And the third is that exercise stimulates lymphatic flow and promotes detoxification of potentially harmful contents through the sweat. 

To get these benefits make sure that your exercise is intense enough to cause you to sweat and long enough to have a stimulating effect on your muscles. 

Exercising 3-5 times per week for at least 20 to 30 minutes will do the trick. 

#7. Taking Too Much Vitamin A

High doses of vitamin A are considered a toxin to your liver. 

This is because the liver acts as a storage center for vitamin A. 

This is also why, by the way, eating liver from animals is one of the ways to naturally get vitamin A into your diet. 

You don’t really have to worry about vitamin A toxicity from supplements, though, if you are just using standard everyday multivitamin doses. 

But it can be a real issue if you are using a super concentrated vitamin A supplement and combining that with a high intake of vitamin A-rich foods like liver. 

This problem can also occur with high-dose vitamin A found in certain prescription medications. 

For instance, the medication tretinoin, which is used to treat acne in teenagers, can cause liver toxicity and liver damage (10). 

This is why patients taking this medication need to have routine liver tests!

#8. Taking Too Much Tylenol

Probably one of the scariest on this list is Tylenol. 

And that’s because Tylenol is super EASY to get, and incredibly toxic to your liver in high doses, very few people are aware of its negative impact on the liver. 

This trifecta is a perfect setup for Tylenol-induced liver damage in certain patients, especially those with chronic pain who take Tylenol multiple times per day.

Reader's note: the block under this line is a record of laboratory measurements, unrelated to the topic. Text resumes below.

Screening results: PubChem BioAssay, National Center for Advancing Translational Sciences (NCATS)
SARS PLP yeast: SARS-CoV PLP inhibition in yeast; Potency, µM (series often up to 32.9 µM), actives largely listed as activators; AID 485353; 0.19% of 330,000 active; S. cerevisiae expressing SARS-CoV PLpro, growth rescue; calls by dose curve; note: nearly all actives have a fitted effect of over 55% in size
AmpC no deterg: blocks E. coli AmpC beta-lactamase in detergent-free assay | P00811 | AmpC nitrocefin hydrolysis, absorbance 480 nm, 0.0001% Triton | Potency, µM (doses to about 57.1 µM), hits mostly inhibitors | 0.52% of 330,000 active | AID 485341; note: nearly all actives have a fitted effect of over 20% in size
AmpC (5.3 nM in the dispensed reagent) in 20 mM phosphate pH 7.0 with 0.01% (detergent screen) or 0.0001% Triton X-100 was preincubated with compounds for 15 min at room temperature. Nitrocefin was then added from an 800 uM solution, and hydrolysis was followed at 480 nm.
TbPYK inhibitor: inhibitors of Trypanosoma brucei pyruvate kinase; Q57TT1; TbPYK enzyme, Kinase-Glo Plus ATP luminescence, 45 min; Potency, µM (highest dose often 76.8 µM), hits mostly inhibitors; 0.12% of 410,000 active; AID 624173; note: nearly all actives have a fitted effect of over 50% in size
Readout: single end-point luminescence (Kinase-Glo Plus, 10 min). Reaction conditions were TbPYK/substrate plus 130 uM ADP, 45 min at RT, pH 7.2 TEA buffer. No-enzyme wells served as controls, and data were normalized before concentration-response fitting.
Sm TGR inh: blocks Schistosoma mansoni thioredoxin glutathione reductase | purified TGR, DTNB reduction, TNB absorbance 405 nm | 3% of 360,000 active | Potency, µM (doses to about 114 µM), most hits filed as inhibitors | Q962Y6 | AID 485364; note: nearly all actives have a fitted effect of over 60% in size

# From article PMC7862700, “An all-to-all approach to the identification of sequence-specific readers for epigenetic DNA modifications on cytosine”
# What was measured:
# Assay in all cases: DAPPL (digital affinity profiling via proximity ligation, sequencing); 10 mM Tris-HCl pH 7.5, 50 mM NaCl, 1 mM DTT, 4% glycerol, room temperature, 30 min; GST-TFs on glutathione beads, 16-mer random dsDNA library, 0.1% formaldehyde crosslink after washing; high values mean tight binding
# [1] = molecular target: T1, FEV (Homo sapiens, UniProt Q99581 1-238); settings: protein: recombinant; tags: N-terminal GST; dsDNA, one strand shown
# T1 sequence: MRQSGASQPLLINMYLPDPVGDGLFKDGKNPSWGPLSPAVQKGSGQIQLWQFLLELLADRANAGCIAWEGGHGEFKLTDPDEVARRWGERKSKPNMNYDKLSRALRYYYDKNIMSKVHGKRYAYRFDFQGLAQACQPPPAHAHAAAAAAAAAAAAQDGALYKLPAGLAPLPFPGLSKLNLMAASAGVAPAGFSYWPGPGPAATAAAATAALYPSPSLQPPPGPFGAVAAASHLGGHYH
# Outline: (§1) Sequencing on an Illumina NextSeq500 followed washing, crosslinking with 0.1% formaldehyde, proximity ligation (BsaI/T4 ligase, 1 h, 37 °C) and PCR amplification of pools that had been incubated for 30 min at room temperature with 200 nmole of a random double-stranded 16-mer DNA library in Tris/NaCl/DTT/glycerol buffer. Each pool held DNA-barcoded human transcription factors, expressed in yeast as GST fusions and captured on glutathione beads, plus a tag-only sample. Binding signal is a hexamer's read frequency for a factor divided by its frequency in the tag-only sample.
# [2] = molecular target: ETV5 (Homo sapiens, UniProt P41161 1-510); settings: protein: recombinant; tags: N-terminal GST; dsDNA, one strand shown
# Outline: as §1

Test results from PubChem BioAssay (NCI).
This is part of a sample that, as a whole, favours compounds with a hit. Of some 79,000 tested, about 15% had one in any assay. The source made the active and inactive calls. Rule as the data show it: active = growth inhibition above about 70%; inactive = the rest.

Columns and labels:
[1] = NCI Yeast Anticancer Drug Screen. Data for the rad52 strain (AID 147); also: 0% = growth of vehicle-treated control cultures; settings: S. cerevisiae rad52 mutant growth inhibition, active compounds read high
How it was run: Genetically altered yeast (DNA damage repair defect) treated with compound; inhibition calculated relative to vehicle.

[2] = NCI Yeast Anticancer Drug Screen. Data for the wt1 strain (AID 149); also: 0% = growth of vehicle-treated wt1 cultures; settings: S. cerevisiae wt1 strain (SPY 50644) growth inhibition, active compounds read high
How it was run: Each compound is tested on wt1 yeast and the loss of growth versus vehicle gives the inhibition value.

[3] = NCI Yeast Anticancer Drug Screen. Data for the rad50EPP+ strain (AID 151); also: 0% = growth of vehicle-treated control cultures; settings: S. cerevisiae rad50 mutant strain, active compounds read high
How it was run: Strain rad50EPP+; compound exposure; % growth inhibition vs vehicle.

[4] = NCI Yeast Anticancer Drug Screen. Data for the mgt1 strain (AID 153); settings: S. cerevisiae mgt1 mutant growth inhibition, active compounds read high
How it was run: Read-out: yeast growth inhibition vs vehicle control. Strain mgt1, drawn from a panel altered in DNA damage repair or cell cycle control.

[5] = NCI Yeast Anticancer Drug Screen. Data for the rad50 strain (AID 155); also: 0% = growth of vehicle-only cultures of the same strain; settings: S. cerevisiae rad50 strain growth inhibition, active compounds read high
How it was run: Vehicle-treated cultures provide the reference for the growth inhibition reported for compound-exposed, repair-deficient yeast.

The maximum daily intake of Tylenol should not exceed 4,000mg per day. 

For context, 2 extra strength Tylenol contains 1,000mg. So you shouldn’t take more than 8 extra strength Tylenol every day. 

How much does it take to damage your liver? Not as much as you’d think. 

Taking as little as 7,000 mg per day, or 14 capsules of extra-strength Tylenol, is enough to cause severe symptoms. 

Ever wonder why Tylenol bottle caps, especially for children are so hard to open? It’s because of this. 

Tylenol is probably one of the most potentially toxic compounds for liver health found in the grocery store (11).


  • Your liver is one of the most important organs in your body and, even though it has some regenerative capacity, it can become damaged. 
  • When damaged, you will experience negative and unwanted symptoms as your liver is unable to keep up with its role as the filter of your body. 
  • You can easily improve your liver health by avoiding toxic compounds that must be filtered through your liver and by putting in healthy compounds that help your liver function. 
  • A healthy liver means a healthy life! 

Now I want to hear from you:

Were you aware of all of the ways that you could unknowingly and accidentally damage your liver?

Do you have any known liver problems or do you suspect any?

Have you had your liver function tested recently? Were your liver markers elevated?

Are you planning on making any changes to your lifestyle after reading this?

Leave your questions or comments below! 

Scientific References

#1. pubmed.ncbi.nlm.nih.gov/30212020/

#2. ncbi.nlm.nih.gov/books/NBK535438/

#3. ncbi.nlm.nih.gov/books/NBK546632/

#4. nih.gov/news-events/nih-research-matters/how-high-fructose-intake-may-trigger-fatty-liver-disease

#5. pubmed.ncbi.nlm.nih.gov/30710884/

#6. ncbi.nlm.nih.gov/pmc/articles/PMC4931891/

#7. ncbi.nlm.nih.gov/pmc/articles/PMC3589309/

#8. cdc.gov/hepatitis/populations/stds.htm

#9. ncbi.nlm.nih.gov/pmc/articles/PMC5954622/

#10. ncbi.nlm.nih.gov/books/NBK548568/

#11. ncbi.nlm.nih.gov/pmc/articles/PMC5696016/

these 8 habits are damaging your liver

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About Dr. Westin Childs

Hey! I'm Westin Childs D.O. (former Osteopathic Physician). I don't practice medicine anymore and instead specialize in helping people like YOU who have thyroid problems, hormone imbalances, and weight loss resistance. I love to write and share what I've learned over the years. I also happen to formulate the best supplements on the market (well, at least in my opinion!) and I'm proud to say that over 80,000+ people have used them over the last 7 years. You can read more about my own personal health journey and why I am so passionate about what I do.